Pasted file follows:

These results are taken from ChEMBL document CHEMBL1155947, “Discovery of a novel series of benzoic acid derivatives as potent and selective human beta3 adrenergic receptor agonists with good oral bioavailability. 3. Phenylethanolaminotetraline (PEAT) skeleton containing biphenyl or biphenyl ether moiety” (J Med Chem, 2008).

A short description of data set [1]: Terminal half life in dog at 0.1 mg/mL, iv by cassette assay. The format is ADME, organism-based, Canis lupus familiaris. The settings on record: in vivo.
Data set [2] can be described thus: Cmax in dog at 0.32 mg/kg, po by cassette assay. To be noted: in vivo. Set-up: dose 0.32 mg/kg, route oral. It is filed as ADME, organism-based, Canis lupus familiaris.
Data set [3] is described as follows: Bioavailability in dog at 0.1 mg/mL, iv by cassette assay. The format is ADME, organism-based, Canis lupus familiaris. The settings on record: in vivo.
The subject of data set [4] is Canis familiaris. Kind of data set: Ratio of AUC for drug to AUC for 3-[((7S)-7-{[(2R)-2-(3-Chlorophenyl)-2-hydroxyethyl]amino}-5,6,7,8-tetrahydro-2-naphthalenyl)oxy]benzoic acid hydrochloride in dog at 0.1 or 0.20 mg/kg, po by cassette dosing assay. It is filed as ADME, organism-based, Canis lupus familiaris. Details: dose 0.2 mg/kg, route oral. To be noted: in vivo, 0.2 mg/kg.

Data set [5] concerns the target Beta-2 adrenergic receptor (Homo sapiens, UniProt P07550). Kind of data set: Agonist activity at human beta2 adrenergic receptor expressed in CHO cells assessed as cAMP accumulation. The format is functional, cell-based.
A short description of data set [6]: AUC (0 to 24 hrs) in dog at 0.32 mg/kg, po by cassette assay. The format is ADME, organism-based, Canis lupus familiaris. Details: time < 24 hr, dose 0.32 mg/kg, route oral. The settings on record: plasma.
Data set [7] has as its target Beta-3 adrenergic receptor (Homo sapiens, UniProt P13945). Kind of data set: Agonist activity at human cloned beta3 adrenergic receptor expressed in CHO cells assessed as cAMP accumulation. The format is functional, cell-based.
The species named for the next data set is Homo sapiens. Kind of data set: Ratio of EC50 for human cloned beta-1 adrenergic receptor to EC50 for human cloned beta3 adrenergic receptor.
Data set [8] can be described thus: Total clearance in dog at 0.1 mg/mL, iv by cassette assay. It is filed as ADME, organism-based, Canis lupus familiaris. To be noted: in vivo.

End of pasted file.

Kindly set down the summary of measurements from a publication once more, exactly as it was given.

These results are taken from ChEMBL document CHEMBL1155947, “Discovery of a novel series of benzoic acid derivatives as potent and selective human beta3 adrenergic receptor agonists with good oral bioavailability. 3. Phenylethanolaminotetraline (PEAT) skeleton containing biphenyl or biphenyl ether moiety” (J Med Chem, 2008).

A short description of data set [1]: Terminal half life in dog at 0.1 mg/mL, iv by cassette assay. The format is ADME, organism-based, Canis lupus familiaris. The settings on record: in vivo.
Data set [2] can be described thus: Cmax in dog at 0.32 mg/kg, po by cassette assay. To be noted: in vivo. Set-up: dose 0.32 mg/kg, route oral. It is filed as ADME, organism-based, Canis lupus familiaris.
Data set [3] is described as follows: Bioavailability in dog at 0.1 mg/mL, iv by cassette assay. The format is ADME, organism-based, Canis lupus familiaris. The settings on record: in vivo.
The subject of data set [4] is Canis familiaris. Kind of data set: Ratio of AUC for drug to AUC for 3-[((7S)-7-{[(2R)-2-(3-Chlorophenyl)-2-hydroxyethyl]amino}-5,6,7,8-tetrahydro-2-naphthalenyl)oxy]benzoic acid hydrochloride in dog at 0.1 or 0.20 mg/kg, po by cassette dosing assay. It is filed as ADME, organism-based, Canis lupus familiaris. Details: dose 0.2 mg/kg, route oral. To be noted: in vivo, 0.2 mg/kg.

Data set [5] concerns the target Beta-2 adrenergic receptor (Homo sapiens, UniProt P07550). Kind of data set: Agonist activity at human beta2 adrenergic receptor expressed in CHO cells assessed as cAMP accumulation. The format is functional, cell-based.
A short description of data set [6]: AUC (0 to 24 hrs) in dog at 0.32 mg/kg, po by cassette assay. The format is ADME, organism-based, Canis lupus familiaris. Details: time < 24 hr, dose 0.32 mg/kg, route oral. The settings on record: plasma.
Data set [7] has as its target Beta-3 adrenergic receptor (Homo sapiens, UniProt P13945). Kind of data set: Agonist activity at human cloned beta3 adrenergic receptor expressed in CHO cells assessed as cAMP accumulation. The format is functional, cell-based.
The species named for the next data set is Homo sapiens. Kind of data set: Ratio of EC50 for human cloned beta-1 adrenergic receptor to EC50 for human cloned beta3 adrenergic receptor.
Data set [8] can be described thus: Total clearance in dog at 0.1 mg/mL, iv by cassette assay. It is filed as ADME, organism-based, Canis lupus familiaris. To be noted: in vivo.